-The unemployment rate in the U.S. was at a multi-decade low of 3.5%, so consumer spending has remained resilient. Back-to-school shopping was strong, which is a positive signal for holiday sales.

-The housing market defied higher mortgage rates, as the low inventory of houses on the market supported elevated prices. The National Association of Realtors’ chief economist noted that with a strong labor market, the pool of prospective buyers has been enlarged, but with rising mortgage rates and limited inventory, the possibility of home purchases may be “hindered for many.”

Resilience aside, the market still experienced some volatility with a pullback in the stock market and high bond yields—specifically the 10-year Treasury. Reports of consumer confidence and the number of available job openings also came in softer than expected, which helped alter expectations that the Federal Reserve (Fed) would raise rates again this year. Although the debate over the need for another rate hike continues as the Fed monitors incoming data, the equity markets responded decisively and resumed their march higher at the end of the month.

So, where does that leave the market through year-end, especially since September historically tends to be another difficult month? Since 1950, a strong market performance in the first seven months of the year has been followed by average returns of 5% until year end. Given that the S&P 500 enjoyed a 19% gain for the first seven months of the year, we may be positioned for a positive end to 2023, although potentially with some bumps along the way.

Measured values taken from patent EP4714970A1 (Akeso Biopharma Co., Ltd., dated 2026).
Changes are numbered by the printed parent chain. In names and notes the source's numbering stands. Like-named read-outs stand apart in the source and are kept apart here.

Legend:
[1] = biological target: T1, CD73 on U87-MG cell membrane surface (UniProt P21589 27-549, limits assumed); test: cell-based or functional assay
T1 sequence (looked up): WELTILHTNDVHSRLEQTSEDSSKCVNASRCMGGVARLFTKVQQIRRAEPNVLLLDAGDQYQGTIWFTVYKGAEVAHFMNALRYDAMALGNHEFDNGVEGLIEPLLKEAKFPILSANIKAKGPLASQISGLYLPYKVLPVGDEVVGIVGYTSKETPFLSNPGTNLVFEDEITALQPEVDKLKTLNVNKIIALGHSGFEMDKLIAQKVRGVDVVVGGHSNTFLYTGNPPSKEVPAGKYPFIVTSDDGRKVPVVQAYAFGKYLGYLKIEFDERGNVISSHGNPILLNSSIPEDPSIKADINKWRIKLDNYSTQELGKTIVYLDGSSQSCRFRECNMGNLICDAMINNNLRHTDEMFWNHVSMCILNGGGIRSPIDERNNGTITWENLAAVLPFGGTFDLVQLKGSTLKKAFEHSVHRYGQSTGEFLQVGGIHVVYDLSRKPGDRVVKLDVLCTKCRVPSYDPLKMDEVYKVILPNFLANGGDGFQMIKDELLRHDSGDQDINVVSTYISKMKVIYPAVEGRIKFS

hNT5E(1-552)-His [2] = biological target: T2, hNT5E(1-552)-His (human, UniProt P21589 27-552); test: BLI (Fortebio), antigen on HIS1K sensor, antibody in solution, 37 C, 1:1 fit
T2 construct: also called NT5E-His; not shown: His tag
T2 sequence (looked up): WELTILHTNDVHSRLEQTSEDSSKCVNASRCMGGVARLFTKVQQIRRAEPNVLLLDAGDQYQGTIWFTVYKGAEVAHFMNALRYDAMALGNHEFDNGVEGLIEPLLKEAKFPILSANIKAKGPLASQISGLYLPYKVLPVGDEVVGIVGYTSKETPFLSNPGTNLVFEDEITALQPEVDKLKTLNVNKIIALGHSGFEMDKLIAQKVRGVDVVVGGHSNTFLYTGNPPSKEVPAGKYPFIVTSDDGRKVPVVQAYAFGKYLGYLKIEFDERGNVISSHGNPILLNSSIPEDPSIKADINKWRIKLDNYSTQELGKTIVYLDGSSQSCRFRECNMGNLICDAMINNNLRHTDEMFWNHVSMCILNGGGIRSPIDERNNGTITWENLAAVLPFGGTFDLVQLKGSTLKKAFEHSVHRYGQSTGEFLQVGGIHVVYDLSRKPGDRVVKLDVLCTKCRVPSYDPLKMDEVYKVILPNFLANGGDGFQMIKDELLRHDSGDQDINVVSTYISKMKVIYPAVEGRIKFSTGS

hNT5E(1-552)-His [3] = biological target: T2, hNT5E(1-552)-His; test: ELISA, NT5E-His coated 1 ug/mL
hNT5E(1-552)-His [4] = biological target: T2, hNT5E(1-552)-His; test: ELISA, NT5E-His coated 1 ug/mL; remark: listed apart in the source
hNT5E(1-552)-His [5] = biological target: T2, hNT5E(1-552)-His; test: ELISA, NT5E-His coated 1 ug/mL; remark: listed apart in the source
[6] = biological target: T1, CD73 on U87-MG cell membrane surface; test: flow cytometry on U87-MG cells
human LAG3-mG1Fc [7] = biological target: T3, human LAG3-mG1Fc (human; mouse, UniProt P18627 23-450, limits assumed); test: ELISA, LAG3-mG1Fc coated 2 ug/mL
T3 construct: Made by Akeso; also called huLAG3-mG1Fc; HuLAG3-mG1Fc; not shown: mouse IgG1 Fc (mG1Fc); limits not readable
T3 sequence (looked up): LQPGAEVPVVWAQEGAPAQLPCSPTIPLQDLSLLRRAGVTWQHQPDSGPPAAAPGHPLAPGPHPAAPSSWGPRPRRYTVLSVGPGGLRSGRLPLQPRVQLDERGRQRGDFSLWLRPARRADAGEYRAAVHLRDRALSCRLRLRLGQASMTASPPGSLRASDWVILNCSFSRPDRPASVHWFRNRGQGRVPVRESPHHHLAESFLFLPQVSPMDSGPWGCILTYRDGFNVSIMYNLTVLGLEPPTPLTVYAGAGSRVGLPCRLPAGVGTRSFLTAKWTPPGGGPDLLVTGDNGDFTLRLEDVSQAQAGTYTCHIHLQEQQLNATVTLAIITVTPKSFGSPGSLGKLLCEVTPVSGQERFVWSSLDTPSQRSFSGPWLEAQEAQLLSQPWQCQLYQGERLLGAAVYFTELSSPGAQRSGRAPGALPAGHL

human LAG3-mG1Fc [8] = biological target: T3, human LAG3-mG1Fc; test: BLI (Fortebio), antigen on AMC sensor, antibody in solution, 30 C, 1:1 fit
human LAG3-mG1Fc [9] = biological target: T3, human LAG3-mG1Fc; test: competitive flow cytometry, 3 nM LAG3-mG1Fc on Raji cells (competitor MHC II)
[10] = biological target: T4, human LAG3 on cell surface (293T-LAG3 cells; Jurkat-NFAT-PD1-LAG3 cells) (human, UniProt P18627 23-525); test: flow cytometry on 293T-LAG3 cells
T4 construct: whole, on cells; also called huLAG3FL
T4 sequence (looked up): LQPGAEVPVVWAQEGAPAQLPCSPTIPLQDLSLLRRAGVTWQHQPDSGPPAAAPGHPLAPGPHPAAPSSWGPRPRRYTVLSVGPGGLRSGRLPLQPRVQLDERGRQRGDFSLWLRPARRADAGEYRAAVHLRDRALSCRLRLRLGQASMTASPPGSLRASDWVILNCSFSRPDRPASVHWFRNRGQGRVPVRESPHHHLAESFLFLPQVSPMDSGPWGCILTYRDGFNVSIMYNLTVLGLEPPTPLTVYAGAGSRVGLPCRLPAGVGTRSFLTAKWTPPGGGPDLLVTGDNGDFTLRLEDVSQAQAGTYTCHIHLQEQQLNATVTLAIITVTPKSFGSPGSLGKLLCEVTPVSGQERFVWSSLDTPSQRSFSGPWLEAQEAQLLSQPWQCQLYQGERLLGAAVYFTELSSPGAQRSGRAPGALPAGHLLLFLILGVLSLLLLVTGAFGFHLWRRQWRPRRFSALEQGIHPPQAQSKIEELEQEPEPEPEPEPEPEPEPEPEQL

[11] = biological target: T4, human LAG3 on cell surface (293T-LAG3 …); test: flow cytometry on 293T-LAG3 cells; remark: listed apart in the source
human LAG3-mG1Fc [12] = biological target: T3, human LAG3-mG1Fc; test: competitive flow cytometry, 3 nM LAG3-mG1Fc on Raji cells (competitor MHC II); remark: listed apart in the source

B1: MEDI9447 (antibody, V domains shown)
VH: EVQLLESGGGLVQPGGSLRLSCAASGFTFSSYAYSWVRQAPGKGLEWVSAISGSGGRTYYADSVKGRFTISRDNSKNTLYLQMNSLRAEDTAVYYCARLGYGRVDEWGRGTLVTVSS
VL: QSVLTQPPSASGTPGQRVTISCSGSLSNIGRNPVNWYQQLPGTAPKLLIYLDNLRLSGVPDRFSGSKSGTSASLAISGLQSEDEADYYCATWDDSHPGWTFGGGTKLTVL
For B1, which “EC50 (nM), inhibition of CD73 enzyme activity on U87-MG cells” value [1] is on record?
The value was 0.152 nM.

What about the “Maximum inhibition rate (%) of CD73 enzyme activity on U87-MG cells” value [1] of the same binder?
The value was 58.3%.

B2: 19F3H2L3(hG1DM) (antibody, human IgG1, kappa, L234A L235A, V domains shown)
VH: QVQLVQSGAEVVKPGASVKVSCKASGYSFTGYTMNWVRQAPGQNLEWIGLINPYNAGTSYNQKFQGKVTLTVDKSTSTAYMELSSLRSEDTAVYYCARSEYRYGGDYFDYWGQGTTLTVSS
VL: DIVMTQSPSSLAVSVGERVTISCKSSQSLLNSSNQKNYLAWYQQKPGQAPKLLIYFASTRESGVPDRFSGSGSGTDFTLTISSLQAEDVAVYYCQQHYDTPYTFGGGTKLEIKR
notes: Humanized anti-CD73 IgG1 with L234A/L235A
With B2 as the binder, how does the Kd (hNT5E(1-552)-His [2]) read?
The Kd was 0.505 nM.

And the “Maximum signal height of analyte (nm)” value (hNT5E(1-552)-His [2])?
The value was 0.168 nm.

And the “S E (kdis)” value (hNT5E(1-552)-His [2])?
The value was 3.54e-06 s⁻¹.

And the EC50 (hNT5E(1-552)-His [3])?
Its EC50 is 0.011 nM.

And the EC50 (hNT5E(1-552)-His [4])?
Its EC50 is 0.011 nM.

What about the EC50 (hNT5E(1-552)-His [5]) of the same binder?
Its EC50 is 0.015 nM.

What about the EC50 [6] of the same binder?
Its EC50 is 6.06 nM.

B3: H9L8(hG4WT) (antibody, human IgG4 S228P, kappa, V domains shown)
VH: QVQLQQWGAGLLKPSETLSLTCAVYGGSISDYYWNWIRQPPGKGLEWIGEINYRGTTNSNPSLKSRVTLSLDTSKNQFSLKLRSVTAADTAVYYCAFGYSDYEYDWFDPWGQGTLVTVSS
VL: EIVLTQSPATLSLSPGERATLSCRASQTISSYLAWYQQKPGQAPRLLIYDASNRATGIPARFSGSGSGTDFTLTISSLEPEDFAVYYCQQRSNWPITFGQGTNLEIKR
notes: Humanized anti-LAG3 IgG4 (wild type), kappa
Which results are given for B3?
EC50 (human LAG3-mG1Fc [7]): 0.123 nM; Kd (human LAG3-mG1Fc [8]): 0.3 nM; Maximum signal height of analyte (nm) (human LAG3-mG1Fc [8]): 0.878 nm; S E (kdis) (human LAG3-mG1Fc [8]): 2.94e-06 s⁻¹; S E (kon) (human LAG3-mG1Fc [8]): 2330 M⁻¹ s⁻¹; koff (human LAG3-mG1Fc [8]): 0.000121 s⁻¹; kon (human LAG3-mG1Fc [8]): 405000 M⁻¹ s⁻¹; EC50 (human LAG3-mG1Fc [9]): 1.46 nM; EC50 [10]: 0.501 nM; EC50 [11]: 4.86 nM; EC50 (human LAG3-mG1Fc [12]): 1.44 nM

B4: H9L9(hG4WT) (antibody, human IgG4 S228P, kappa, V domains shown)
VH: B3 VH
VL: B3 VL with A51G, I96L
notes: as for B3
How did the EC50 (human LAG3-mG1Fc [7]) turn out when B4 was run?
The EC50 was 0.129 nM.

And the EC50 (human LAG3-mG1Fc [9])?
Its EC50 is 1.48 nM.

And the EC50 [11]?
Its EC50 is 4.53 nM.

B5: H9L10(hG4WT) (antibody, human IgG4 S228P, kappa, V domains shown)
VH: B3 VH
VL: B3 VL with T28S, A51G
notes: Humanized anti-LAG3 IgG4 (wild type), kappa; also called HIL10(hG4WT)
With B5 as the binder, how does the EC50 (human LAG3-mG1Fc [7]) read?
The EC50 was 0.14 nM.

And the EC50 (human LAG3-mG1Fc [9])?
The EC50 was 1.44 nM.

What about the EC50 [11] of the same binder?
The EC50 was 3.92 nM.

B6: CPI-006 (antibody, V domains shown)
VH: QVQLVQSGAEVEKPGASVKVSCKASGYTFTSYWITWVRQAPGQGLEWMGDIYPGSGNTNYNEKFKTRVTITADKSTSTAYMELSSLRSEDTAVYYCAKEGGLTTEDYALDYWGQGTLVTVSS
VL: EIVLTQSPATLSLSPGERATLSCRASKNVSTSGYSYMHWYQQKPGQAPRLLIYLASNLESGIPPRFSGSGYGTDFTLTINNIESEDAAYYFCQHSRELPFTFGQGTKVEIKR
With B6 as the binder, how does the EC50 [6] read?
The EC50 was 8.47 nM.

Thank you for your trust in your financial future.


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Scott Krase
Wealth Manager
Connor & Gallagher OneSource (CGO)

Securities offered through LPL Financial, Member FINRA & SIPC.  Investment advisory services offered through Global Retirement Partners, LLC DBA Connor & Gallagher OneSource, an SEC registered investment advisor.  Connor & Gallagher OneSource and Connor & Gallagher Benefit Services are separate entities from LPL Financial.

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This material is for general information only and is not intended to provide specific advice or recommendations for any individual. There is no assurance that the views or strategies discussed are suitable for all investors or will yield positive outcomes. Investing involves risks including possible loss of principal. Any economic forecasts set forth may not develop as predicted and are subject to change.

References to markets, asset classes, and sectors are generally regarding the corresponding market index. Indexes are unmanaged statistical composites and cannot be invested into directly. Index performance is not indicative of the performance of any investment and do not reflect fees, expenses, or sales charges. All performance referenced is historical and is no guarantee of future results.

All data is provided as of August 3, 2022.

All index data from FactSet.

The Standard & Poor’s 500 Index (S&P500) is a capitalization-weighted index of 500 stocks designed to measure performance of the broad domestic economy through changes in the aggregate market value of 500 stocks representing all major industries.

Any company names noted herein are for educational purposes only and not an indication of trading intent or a solicitation of their products or services. Connor & Gallagher OneSource doesn’t provide research on individual equities. All information is believed to be from reliable sources; however Connor & Gallagher OneSource makes no representation as to its completeness or accuracy.